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Increased sulfate uptake by E. coli overexpressing the SLC26-related SulP protein Rv1739c from Mycobacterium tuberculosis

TitleIncreased sulfate uptake by E. coli overexpressing the SLC26-related SulP protein Rv1739c from Mycobacterium tuberculosis
Publication TypeJournal Article
Year of Publication2008
AuthorsZolotarev, AS, Unnikrishnan M, Shmukler BE, Clark JS, Vandorpe DH, Grigorieff N, Rubin EJ, Alper SL
Refereed DesignationRefereed
JournalComp Biochem Physiol A Mol Integr Physiol
Date PublishedMar
ISBN Number1531-4332 (Electronic)
Accession Number18255326
KeywordsAnimals, Bacterial Proteins/chemistry/*genetics, Cloning, Molecular, Cysteine/genetics, Escherichia coli/*genetics/*metabolism, Gene Expression Regulation, Bacterial, Hydrogen-Ion Concentration, Models, Biological, Mycobacterium tuberculosis/*genetics, Protein Structure, Tertiary, Sequence Homology, Amino Acid, Substrate Specificity, Sulfates/*pharmacokinetics, Transformation, Bacterial, Xenopus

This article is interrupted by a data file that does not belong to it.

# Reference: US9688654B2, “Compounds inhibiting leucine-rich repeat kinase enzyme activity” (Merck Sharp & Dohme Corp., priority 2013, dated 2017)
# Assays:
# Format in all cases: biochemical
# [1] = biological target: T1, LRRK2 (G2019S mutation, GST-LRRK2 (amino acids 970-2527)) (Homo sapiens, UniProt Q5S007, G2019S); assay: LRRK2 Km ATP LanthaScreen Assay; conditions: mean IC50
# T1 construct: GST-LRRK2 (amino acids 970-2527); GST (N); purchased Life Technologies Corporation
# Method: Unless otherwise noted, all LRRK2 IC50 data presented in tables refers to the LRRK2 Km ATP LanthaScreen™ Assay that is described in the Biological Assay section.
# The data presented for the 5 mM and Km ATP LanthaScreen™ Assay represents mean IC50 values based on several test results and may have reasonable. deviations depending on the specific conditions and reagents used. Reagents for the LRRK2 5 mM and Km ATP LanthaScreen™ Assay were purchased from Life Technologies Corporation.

Growth and virulence of mycobacteria requires sulfur uptake. The Mycobacterium tuberculosis genome contains, in addition to the ABC sulfate permease cysTWA, three SLC26-related SulP genes of unknown function. We report that induction of Rv1739c expression in E. coli increased bacterial uptake of sulfate, but not Cl(-), formate, or oxalate. Uptake was time-dependent, maximal at pH 6.0, and exhibited a K(1/2) for sulfate of 4.0 muM. Na(+)-independent sulfate uptake was not reduced by bicarbonate, nitrate, or phosphate, but was inhibited by sulfite, selenate, thiosulfate, N-ethylmaleimide and carbonyl cyanide 3-chloro-phenylhydrazone. Sulfate uptake was also increased by overexpression of the Rv1739c transmembrane domain, but not of the cytoplasmic C-terminal STAS domain. Mutation to serine of the three cysteine residues of Rv1739c did not affect magnitude, pH-dependence, or pharmacology of sulfate uptake. Expression of Rv1739c in a M. bovis BCG strain lacking the ABC sulfate permease subunit CysA could not complement sulfate auxotrophy. Moreover, inducible expression of Rv1739c in an E. coli strain lacking CysA did not increase sulfate uptake by intact cells. Our data show that facilitation of bacterial sulfate uptake by Rv1739c requires CysA and its associated sulfate permease activity, and suggest that Rv1739c may be a CysTWA-dependent sulfate transporter.

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